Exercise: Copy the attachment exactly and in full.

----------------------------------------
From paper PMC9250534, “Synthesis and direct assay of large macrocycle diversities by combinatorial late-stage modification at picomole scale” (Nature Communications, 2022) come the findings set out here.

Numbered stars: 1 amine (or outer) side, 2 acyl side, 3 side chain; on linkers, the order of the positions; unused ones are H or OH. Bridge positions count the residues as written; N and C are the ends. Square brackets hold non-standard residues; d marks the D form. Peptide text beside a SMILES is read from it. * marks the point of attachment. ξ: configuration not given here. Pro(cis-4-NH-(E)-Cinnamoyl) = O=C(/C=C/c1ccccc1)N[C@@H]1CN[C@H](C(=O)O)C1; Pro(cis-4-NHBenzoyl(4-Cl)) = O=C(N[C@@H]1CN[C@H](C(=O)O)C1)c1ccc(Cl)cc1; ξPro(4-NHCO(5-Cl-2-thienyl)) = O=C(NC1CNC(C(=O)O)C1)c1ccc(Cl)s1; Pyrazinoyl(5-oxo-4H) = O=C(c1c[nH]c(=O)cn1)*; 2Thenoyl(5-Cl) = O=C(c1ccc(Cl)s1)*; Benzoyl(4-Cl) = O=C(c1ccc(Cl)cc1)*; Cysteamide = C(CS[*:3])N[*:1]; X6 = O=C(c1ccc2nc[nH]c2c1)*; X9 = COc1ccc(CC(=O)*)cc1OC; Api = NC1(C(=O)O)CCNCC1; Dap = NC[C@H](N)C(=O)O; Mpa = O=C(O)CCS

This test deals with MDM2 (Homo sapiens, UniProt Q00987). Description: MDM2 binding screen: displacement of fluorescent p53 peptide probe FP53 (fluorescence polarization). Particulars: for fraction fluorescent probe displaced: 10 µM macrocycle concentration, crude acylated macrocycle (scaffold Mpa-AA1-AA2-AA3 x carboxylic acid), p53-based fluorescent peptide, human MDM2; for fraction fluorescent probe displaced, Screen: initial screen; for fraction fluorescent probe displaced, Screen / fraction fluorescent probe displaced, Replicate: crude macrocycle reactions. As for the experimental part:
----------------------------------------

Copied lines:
From paper PMC9250534, “Synthesis and direct assay of large macrocycle diversities by combinatorial late-stage modification at picomole scale” (Nature Communications, 2022) come the findings set out here.

Numbered stars: 1 amine (or outer) side, 2 acyl side, 3 side chain; on linkers, the order of the positions; unused ones are H or OH. Bridge positions count the residues as written; N and C are the ends. Square brackets hold non-standard residues; d marks the D form. Peptide text beside a SMILES is read from it. * marks the point of attachment. ξ: configuration not given here. Pro(cis-4-NH-(E)-Cinnamoyl) = O=C(/C=C/c1ccccc1)N[C@@H]1CN[C@H](C(=O)O)C1; Pro(cis-4-NHBenzoyl(4-Cl)) = O=C(N[C@@H]1CN[C@H](C(=O)O)C1)c1ccc(Cl)cc1; ξPro(4-NHCO(5-Cl-2-thienyl)) = O=C(NC1CNC(C(=O)O)C1)c1ccc(Cl)s1; Pyrazinoyl(5-oxo-4H) = O=C(c1c[nH]c(=O)cn1)*; 2Thenoyl(5-Cl) = O=C(c1ccc(Cl)s1)*; Benzoyl(4-Cl) = O=C(c1ccc(Cl)cc1)*; Cysteamide = C(CS[*:3])N[*:1]; X6 = O=C(c1ccc2nc[nH]c2c1)*; X9 = COc1ccc(CC(=O)*)cc1OC; Api = NC1(C(=O)O)CCNCC1; Dap = NC[C@H](N)C(=O)O; Mpa = O=C(O)CCS

This test deals with MDM2 (Homo sapiens, UniProt Q00987). Description: MDM2 binding screen: displacement of fluorescent p53 peptide probe FP53 (fluorescence polarization). Particulars: for fraction fluorescent probe displaced: 10 µM macrocycle concentration, crude acylated macrocycle (scaffold Mpa-AA1-AA2-AA3 x carboxylic acid), p53-based fluorescent peptide, human MDM2; for fraction fluorescent probe displaced, Screen: initial screen; for fraction fluorescent probe displaced, Screen / fraction fluorescent probe displaced, Replicate: crude macrocycle reactions. As for the experimental part: